I agree though that the IRS doesn't appear to try to track down non-filing babies. A Canadian infant got FATCA'ed a couple of years ago (https://www.forbes.com/sites/robert...obama-im-a-baby-not-a-tax-cheat/#156c0dcc23b2), but that would be the bank's PR slip-up, not the IRS.
 

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We weren't given any opportunity for discussion when we wanted to take our children to America. We were simply told to register them and get them a US passport or they wouldn't be allowed entry. Not that discussion would have helped, since I'd lived in the US till age 25;
Back in the old days, very few parents would have argued about getting a US passport for their kids for travel to the US. Maybe argued because of inconvenience of having to go to the trouble of getting one but not because of the reasons we have today. How were we supposed to know what was going to happen? I would not even have believed it could come to this point.

Back in the old days it was considered more opportunities for their children being dual citizens, today it's considered a ball and chain if the dual citizenship involves the USA.

I remember when I had my house warming party for my new house, a colleague at the time was a dual like me, left the USA very young and returned to the UK with UK parents. They hadn't been back to the US since that time and she did not have a US passport. and she told me she fought to get herself a US passport. She did a work study program, and got the passport. and she was telling me with such glee how she fought for it. This was back in the 90s. No one was going out of their way back in the old days not to be US citizens. I doubt she will be fighting for it today.

Now of course people will fight not to be one.
 

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Discussion Starter · #8 ·
True I didn't argue - because I've known from age 12 there is no point arguing with the US Government. But I was mildly dismayed to learn that my children couldn't enter the US as citizens of the country of their birth.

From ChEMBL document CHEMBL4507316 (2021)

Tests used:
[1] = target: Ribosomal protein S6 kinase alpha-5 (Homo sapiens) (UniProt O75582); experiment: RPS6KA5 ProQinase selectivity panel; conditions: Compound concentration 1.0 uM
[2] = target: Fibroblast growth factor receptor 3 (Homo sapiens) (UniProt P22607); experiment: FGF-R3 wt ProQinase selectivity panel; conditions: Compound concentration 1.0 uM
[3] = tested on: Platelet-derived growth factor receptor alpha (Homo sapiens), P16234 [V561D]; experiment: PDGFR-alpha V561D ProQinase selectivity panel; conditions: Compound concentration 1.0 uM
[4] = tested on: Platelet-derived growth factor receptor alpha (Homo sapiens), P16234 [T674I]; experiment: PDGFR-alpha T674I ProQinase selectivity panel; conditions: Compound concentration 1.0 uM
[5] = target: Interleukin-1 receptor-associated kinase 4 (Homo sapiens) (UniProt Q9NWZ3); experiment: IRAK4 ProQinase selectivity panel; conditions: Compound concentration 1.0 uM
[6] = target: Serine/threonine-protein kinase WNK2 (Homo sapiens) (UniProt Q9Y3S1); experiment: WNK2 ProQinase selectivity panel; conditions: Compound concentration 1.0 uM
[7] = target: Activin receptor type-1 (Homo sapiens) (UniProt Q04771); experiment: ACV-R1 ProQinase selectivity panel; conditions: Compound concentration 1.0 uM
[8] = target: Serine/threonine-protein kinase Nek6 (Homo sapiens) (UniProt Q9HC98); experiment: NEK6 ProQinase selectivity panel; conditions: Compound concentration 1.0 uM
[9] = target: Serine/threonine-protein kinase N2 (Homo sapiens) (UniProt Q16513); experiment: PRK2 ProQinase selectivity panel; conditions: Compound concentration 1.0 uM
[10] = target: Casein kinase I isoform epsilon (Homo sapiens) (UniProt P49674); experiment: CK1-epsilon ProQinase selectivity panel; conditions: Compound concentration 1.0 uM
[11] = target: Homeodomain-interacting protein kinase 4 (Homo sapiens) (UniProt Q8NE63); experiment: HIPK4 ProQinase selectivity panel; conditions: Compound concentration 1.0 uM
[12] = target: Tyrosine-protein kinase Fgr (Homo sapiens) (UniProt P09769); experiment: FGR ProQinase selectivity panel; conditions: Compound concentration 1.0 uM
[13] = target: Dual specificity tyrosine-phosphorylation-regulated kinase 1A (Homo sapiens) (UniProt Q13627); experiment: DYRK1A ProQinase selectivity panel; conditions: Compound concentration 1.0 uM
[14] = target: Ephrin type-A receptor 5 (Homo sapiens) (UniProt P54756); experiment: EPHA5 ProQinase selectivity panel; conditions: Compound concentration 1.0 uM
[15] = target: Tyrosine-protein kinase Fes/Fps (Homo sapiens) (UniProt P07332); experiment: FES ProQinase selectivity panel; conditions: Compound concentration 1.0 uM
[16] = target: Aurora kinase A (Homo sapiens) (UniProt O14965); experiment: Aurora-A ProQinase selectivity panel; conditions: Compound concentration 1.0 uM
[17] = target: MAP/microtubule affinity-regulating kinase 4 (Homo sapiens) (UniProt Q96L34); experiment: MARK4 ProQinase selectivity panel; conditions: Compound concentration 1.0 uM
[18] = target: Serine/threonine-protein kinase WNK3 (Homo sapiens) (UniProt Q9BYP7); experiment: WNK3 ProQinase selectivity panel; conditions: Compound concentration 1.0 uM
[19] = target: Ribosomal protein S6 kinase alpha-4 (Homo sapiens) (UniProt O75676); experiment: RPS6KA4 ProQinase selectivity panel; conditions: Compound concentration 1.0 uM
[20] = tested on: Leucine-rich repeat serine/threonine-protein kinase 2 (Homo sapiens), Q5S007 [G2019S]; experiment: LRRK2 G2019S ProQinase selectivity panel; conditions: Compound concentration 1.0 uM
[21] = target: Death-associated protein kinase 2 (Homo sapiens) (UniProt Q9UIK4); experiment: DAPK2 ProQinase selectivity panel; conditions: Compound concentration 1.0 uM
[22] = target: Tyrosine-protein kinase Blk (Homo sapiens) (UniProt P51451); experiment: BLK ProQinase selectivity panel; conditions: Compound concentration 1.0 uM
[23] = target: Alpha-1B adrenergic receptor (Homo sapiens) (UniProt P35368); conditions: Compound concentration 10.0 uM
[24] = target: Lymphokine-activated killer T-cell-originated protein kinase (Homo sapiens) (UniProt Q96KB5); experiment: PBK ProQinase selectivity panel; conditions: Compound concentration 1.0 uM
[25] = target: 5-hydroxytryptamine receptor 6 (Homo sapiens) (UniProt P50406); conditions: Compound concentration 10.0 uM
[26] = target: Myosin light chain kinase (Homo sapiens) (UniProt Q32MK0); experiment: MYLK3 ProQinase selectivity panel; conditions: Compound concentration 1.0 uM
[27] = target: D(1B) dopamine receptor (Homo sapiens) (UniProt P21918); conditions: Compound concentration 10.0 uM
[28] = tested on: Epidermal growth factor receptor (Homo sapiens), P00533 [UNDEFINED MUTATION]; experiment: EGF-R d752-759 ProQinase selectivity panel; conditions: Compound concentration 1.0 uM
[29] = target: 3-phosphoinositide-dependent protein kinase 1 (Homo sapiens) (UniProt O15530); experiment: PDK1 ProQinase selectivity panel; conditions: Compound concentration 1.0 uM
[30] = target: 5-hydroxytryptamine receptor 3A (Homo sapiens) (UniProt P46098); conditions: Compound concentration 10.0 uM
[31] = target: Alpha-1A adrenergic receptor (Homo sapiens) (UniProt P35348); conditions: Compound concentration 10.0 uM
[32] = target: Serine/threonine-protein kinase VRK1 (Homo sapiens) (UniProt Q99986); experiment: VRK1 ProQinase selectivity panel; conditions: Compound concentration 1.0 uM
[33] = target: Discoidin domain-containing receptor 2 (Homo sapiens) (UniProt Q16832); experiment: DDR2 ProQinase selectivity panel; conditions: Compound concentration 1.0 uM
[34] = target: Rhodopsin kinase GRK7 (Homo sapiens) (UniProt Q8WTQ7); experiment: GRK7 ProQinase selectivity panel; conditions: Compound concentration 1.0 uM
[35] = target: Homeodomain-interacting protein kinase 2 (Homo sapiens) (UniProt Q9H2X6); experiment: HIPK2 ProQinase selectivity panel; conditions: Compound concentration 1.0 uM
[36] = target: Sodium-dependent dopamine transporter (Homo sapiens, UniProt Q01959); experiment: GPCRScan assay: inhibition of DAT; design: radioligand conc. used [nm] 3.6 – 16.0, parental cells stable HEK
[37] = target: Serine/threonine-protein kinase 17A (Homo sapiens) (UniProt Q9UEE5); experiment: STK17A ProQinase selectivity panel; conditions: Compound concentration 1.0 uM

On the other hand, as you say, once I learned that the children were entitled to US citizenship I did think there might be opportunities for them, and in any case, not knowing of the tax obligations, I wouldn't have felt justified in making the decision for them.

Fortunately, being born here, they have no US indicia so they shouldn't have a problem with their banks. But it does cause other problems. Hey ho, never mind.

It still puzzles me why the US makes no effort to explain to non-US-resident US citizens that they're forever subject to US taxation wherever they go. They added a couple of sentences about it to the US passport info pages, in the mid-80s, but I never noticed it. Beyond that mention in the passport - nothing.
 

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It was only in the 1970s that the laws on transmission of citizenship changed - "thanks" to a couple of expat groups here in France. (I happen to have known one of the key fighters/lobbyists for the ability to pass on US citizenship.) See https://aaro.org/advocacy/citizenship to get some idea of how these things changed over time.

I always thought it was a little bit sad how hard those folks fought for the right to pass on citizenship when it now seems all they did was open up a rather nasty can of worms.
Cheers,
Bev
 

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Discussion Starter · #10 ·
It's not really their fault though. A lot of US citizens still do want their children to have the right to US citizenship. It's the way the US tries to control the decision that causes the problem, it seems to me.

Many countries let those entitled to citizenship decide for themselves whether to claim it, keep it or renounce it, and let them put their choice into effect for a reasonable administration charge. The US assumes from the get-go that the person who wants to claim citizenship or renounce it is probably up to no good. Just as they assume that a US citizen with a "foreign" bank account is probably committing tax crime.

Rebuttable presumptions are what it's all about, for the USA. They presume you're guilty of wrongdoing, and it's up to you to rebut that if you can. If you do succeed, they'll do their best to punish you anyway.